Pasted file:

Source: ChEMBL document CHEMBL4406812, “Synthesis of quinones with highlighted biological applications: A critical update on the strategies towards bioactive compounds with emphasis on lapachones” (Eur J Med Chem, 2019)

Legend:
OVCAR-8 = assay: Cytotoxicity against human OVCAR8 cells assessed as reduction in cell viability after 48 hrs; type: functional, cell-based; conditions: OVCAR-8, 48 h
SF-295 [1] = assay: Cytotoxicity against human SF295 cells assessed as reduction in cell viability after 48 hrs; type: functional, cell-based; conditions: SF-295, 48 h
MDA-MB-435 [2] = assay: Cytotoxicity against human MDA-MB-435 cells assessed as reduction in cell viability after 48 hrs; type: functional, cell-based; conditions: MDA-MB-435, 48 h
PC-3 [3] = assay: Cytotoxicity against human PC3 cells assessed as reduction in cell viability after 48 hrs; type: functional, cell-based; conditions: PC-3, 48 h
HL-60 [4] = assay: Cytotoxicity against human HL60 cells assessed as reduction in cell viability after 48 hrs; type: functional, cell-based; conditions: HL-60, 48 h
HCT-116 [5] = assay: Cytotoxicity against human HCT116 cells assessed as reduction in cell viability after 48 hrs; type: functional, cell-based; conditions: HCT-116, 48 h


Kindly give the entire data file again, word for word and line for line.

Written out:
Source: ChEMBL document CHEMBL4406812, “Synthesis of quinones with highlighted biological applications: A critical update on the strategies towards bioactive compounds with emphasis on lapachones” (Eur J Med Chem, 2019)

Legend:
OVCAR-8 = assay: Cytotoxicity against human OVCAR8 cells assessed as reduction in cell viability after 48 hrs; type: functional, cell-based; conditions: OVCAR-8, 48 h
SF-295 [1] = assay: Cytotoxicity against human SF295 cells assessed as reduction in cell viability after 48 hrs; type: functional, cell-based; conditions: SF-295, 48 h
MDA-MB-435 [2] = assay: Cytotoxicity against human MDA-MB-435 cells assessed as reduction in cell viability after 48 hrs; type: functional, cell-based; conditions: MDA-MB-435, 48 h
PC-3 [3] = assay: Cytotoxicity against human PC3 cells assessed as reduction in cell viability after 48 hrs; type: functional, cell-based; conditions: PC-3, 48 h
HL-60 [4] = assay: Cytotoxicity against human HL60 cells assessed as reduction in cell viability after 48 hrs; type: functional, cell-based; conditions: HL-60, 48 h
HCT-116 [5] = assay: Cytotoxicity against human HCT116 cells assessed as reduction in cell viability after 48 hrs; type: functional, cell-based; conditions: HCT-116, 48 h